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E-Commerce Legal Issues

E-Commerce Legal Issues

As increasing numbers of consumers and business customers turn to the internet to purchase a wide range of goods, services and digital content, it’s important for online traders to understand the relevant regulations and ensure that they have processes in place to keep them on the right side of the law.

E-commerce Ts and Cs

With the growing popularity of e-commerce, it’s crucial that you have a set of appropriate terms and conditions that are properly applied. Amongst other things, these should include your full company details, including the geographical address and email, and they should outline cancellation rights, particularly for consumers who have a “cooling off period” of 14 calendar days.

Website Ts and Cs

Even if you’re not selling any products on your website, you should have a professionally written set of terms and conditions which cover permitted uses of the website, together with any registration requirements and associated fees which need to be paid as a subscription to access the site. There should ideally be a link on every page of your website which refers to these Ts and Cs.


Websites which use non-essential cookies are legally obliged to seek consent from visitors before using them; however, implied consent is permitted. In practice, this means that you need to provide some kind of banner or icon which informs visitors that cookies are used on your website and that, by continuing to browse your site, they are consenting to their use. It’s also a good idea to provide instructions on how a user can turn off cookies within their computer browser.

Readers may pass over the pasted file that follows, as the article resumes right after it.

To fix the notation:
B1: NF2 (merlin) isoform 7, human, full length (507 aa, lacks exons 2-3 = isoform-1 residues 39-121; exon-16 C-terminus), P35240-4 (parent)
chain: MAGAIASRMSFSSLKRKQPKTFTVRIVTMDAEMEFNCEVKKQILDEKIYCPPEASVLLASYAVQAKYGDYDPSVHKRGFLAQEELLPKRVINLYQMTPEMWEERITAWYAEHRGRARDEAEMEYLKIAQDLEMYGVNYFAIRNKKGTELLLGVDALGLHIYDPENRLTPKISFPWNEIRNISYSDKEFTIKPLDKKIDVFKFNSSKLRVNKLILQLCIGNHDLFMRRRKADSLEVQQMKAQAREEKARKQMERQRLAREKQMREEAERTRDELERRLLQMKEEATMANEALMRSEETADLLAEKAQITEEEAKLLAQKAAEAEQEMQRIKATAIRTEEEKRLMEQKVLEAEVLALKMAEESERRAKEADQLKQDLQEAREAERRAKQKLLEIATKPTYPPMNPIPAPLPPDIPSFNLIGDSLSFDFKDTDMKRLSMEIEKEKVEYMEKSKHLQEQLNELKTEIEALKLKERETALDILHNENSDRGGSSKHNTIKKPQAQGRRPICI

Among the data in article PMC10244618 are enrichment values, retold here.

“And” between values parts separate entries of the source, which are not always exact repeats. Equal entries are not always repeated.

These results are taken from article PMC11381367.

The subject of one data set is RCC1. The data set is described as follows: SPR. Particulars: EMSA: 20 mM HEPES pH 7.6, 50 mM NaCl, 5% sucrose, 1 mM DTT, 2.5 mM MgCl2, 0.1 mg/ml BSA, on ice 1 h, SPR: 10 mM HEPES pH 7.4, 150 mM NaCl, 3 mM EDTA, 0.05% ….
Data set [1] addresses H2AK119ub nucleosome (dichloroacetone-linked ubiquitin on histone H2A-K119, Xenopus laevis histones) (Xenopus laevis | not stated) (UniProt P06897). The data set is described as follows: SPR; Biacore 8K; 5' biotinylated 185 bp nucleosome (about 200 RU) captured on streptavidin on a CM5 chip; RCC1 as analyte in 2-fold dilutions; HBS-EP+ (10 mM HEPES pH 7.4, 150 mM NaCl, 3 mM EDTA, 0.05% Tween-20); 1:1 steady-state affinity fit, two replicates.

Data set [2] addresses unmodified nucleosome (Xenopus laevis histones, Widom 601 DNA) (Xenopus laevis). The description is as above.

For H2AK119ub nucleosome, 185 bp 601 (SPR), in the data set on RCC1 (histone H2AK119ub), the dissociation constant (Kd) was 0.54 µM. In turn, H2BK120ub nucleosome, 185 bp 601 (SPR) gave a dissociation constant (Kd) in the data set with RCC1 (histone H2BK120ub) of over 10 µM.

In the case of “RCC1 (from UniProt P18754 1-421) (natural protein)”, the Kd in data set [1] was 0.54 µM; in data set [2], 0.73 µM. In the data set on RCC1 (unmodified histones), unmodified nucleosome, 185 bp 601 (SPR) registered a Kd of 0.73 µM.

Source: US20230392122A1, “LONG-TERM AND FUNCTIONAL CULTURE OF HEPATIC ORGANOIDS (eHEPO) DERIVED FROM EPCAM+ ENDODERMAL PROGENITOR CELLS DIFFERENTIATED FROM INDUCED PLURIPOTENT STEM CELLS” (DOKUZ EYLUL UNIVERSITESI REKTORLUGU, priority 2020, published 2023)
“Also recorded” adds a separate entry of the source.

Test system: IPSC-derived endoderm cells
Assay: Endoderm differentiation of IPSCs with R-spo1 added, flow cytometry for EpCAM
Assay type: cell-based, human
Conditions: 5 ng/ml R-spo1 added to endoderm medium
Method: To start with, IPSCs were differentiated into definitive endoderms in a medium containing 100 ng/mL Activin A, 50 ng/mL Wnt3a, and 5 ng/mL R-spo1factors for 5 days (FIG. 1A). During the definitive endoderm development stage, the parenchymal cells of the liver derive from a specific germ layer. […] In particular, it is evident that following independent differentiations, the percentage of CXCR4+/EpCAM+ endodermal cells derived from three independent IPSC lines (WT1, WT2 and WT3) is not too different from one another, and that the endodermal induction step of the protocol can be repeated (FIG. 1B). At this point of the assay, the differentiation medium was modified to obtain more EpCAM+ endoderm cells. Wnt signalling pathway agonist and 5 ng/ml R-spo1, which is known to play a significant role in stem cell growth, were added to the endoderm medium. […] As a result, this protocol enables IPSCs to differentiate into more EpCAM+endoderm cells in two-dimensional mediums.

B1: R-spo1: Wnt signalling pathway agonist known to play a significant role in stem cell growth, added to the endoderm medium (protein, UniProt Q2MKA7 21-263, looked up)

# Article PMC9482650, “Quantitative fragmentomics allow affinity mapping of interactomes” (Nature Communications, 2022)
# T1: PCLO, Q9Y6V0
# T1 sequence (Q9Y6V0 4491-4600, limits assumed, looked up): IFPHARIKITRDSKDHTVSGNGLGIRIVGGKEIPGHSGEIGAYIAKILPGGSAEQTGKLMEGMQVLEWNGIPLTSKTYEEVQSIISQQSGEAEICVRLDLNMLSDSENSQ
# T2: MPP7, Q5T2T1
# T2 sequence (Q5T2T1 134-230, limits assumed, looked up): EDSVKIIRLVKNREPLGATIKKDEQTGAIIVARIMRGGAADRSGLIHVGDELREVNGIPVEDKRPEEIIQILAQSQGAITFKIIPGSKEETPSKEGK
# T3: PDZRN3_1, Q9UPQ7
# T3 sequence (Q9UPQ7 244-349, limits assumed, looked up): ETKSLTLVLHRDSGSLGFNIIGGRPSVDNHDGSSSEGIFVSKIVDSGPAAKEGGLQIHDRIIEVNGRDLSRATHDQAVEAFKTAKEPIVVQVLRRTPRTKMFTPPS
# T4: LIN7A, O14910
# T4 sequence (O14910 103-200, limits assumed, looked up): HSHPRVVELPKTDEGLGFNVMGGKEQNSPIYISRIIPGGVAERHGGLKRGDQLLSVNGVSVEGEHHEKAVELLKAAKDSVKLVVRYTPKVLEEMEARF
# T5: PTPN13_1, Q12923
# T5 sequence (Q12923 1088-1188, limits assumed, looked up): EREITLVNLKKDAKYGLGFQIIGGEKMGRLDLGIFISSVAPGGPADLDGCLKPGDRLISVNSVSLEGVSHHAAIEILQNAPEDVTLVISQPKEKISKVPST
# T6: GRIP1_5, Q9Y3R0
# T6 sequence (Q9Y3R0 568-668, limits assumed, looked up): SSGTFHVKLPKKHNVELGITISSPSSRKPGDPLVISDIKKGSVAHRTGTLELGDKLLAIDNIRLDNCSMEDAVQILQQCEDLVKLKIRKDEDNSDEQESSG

Privacy Policy and Data Protection

The Privacy and Electronic Communications Regulations set out a variety of marketing rules which apply to the use of email marketing campaigns, such as providing an ability for recipients to opt out. They also govern the rules surrounding the use of cookies. Meanwhile, the Data Protection Act regulates the processing of personal data by companies, specifying, for example, that data must be kept accurate and secure.

Consumer Contracts and E-Commerce Regulations

The new Consumer Contracts Regulations (which replaced the Distance Selling Regulations in June 2014) require all businesses selling goods, services or digital content online to consumers, to provide a range of details such as geographical address and phone number. They must also inform their customers of the 14 day “cooling off” period. The E-commerce Regulations provide further obligations for businesses using the web, even if they are only advertising their goods online. 

We have a range of up-to-date legal documents covering all aspects of e-commerce which can be used by your business and adapted to your needs. These can be downloaded from our Business Documents Folder. Click on the relevant links below for further information.

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